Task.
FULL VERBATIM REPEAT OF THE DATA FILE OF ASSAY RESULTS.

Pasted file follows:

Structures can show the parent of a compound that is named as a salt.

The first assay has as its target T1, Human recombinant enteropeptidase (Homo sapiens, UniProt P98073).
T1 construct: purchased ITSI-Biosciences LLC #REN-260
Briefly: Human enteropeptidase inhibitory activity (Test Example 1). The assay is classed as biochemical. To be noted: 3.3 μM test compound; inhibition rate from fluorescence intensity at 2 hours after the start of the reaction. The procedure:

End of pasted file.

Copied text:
Structures can show the parent of a compound that is named as a salt.

The first assay has as its target T1, Human recombinant enteropeptidase (Homo sapiens, UniProt P98073).
T1 construct: purchased ITSI-Biosciences LLC #REN-260
Briefly: Human enteropeptidase inhibitory activity (Test Example 1). The assay is classed as biochemical. To be noted: 3.3 μM test compound; inhibition rate from fluorescence intensity at 2 hours after the start of the reaction. The procedure: